I finally saw Jodorowsky’s Dune, the documentary that describes Alejandro Jodorowsky’s project to make a film of Dune. One comes away awed by the relentless passion of Jodorowsky. He is one of those people who strive to make art happen on a grand scale through sheer force of faith and will. You cannot help but find him inspiring.
Three things are striking about this documentary. First, it illustrates the difficulty of making something daring under the funding mechanisms of the Hollywood model. I was reminded that Orson Welles (who would have played Baron von Harkonen) had more projects canceled by funding problems than Andrei Tarkovsky (working under Soviet censors) ever had cancelled for any reason. This is not censorship; but it is a kind of very powerful and very effective compression of the imagination. Capital chases banality. Second, Jodorowsky had a healthy independence with respect to the text of Dune. He was going to change the plot left and right, to make the movie he envisioned. The result would have been a fantasy inspired by Dune, but it would have been his own movie. This is a good thing. Dune the novel will always be there; a free adaptation can do no harm to the original text. The textual puritanism that has much influence in fan culture today is reactionary. Artists should ignore it. Third, one wonders what speculative film would be like if Jodoworsky had succeeded in making his movie with an original Pink Floyd soundtrack, with Orson Welles and Mick Jagger and Salvador Dali and David Carradine acting, with Giger and Moebius and Foss art. It may have created a whole different perception of the possibility and potential of speculative film.
Hence one comes to Jurassic World.
The dinosaurs are beautiful; but all (literally all) of the creativity of the film is in the special effects. And, oh, how the camera strives to get the grill of a Mercedes into every damn shot.
It is a common claim that most of what comes out of Hollywood is leftist. This is not true; most of what comes out of Hollywood is usually a celebration of our current shared economic prejudices. (For example, the criticisms of corporate greed that form a staple of thrillers, and make some kind of vague subplot in this movie, are always safely abstract and unrealistic, and completely removed from real corruption and greed. The result is that these apparent criticisms are both smug and misdirection.)
If we can find a message in this latest installment of the Jurassic-franchise product placement vehicles, it is this: science is bad when it is daring, when it attempts bold dreams. Science is only good when it is producing consumer products of a familiar kind, for familiar brands. Another world is not possible.
Let us imagine an alternative film: Jodoworsky’s Jurassic Planets. In it, the dinosaurs escape their consumerist nightmare park and they breed, covering the world. Humanity develops radical new technologies (force fields, powerful stun weapons, etc.) to enable people to live in safety and in harmony with the dinosaurs. The velociraptors learn to read and adopt our technology; they form an anarcho-syndicalist collective with sympathetic humans, and decide, first, to bring back all the organisms that humanity pushed into extinction and, second, to spread all of Earth’s life into the universe. The long closing shot is an exterior of a terraformed Mars. Not a single Mercedes rolls over the red planet, not a single Coca Cola is drunk there. Instead, passenger pigeons fill the sky over a crimson savannah where woolly mammoths roam.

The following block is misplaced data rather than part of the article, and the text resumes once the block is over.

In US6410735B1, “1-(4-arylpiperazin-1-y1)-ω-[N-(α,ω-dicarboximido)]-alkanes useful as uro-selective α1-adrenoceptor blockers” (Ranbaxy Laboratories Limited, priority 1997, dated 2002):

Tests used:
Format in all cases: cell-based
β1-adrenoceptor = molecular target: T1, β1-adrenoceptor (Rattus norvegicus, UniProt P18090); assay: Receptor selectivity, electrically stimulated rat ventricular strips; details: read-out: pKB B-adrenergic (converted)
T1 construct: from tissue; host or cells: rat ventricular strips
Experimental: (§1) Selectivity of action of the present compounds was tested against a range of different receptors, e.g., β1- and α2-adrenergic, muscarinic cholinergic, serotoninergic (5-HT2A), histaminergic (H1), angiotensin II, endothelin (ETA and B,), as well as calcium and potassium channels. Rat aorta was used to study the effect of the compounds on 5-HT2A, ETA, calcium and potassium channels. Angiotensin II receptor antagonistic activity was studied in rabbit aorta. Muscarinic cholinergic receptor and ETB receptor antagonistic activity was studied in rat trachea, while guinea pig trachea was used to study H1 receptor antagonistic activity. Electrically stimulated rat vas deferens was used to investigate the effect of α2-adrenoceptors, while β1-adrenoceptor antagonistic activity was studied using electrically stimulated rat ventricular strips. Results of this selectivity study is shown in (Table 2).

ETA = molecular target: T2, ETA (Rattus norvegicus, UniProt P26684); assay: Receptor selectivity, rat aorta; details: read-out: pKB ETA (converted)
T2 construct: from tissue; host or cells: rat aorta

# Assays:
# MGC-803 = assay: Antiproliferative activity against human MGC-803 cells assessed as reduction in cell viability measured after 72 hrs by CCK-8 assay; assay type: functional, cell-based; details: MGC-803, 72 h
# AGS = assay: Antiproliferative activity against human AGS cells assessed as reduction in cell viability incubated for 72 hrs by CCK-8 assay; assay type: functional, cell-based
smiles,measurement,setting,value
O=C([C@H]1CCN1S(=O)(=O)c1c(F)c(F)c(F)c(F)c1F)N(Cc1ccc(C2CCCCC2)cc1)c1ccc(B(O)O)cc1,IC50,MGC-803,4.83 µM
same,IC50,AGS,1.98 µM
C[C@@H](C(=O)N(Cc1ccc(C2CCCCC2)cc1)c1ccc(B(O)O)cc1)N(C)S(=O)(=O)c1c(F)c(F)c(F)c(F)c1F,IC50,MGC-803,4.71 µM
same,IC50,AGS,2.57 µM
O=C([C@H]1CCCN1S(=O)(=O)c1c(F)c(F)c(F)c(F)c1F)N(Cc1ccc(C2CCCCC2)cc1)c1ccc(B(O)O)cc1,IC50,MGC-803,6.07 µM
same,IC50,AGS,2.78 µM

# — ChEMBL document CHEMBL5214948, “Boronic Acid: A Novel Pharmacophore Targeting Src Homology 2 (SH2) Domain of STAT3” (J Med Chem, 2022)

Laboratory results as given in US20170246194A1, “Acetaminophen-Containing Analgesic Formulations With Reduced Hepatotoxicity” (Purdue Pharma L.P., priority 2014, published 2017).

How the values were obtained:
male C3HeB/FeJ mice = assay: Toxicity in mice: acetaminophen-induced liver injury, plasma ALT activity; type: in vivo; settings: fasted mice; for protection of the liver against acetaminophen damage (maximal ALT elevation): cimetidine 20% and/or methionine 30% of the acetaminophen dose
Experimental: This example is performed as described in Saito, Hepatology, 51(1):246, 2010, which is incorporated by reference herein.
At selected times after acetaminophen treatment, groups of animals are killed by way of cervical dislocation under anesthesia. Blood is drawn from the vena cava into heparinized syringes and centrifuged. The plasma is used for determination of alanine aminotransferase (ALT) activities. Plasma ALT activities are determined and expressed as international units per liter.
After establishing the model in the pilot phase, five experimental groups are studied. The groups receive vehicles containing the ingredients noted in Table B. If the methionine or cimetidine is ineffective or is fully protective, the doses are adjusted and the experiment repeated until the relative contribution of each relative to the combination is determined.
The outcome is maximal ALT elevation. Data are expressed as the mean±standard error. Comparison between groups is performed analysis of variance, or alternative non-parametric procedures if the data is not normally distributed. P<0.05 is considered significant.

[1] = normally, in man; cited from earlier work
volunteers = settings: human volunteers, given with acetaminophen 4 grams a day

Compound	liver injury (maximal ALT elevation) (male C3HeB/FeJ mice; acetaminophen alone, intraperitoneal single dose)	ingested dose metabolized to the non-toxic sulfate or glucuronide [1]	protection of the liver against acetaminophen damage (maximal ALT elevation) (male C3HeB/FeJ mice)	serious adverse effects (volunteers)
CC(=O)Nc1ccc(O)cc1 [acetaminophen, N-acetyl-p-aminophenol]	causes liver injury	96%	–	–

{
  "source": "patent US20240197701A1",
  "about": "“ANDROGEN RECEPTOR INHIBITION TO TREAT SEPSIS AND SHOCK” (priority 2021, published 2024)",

A very cool site, under construction and growing, on the history and influence of SF culture:
It’s being developed by SF writer Steve Carper.
Today I finished The Mystery of Edwin Drood, and thereby finished a long project to read all 17 of Dickens’s novels.
Dickens is for me the essence of the novel. I admire most of all his genius for character. A character speaks two sentences, and you feel you know him, and could pick him out of a crowd. It’s a mysterious skill, akin to the mystery of Shakespeare’s poetic invention.
Reading the novels together, you also get a sense of a complete world, with surprising insights into human nature, and into its most enduring features. I was repeatedly amused by the things that had not changed, how some of our news is not really new at all, but recognizable to the reader of fifteen decades ago. (Random example: there is a Bernie-Madoff-like character in Little Dorrit — shockingly like our own Madoff, except that he has the decency to feel guilty in the end.)
I’m sad that there is not another discovery before me, another Dickens novel to be read for the first time. I have seen the arch of his genius, up to the unfinished termination. Still: I can always go back to the Pickwick Club, and begin again.
End of semester rush. Trying to finish philosophy book on consciousness. All is compressed. But: did find time to discover and buy and read a new edition of “Roadside Picnic,” which is out on Chicago Review Press in a very nice paperback, with an introduction by Le Guin and a fine afterword by Boris Strugatsky and — most importantly — a new translation in between. If you’ve not read — nor even heard — of “Roadside Picnic,” you must go read this edition. It’s a milestone of SF.
I got mail from the Met today, which reminded me that last time I went there, I saw the show on Alexander McQueen. You could barely move because of the crowd.
I confess to feeling McQueen is our designer. He had a speculative fiction sensibility that did not see SF as an excuse for a costume.
The videos of his final show look like someone succeeded in filming the love children of Neuromancer and “Call of Cthulhu.” Unembeddable but available: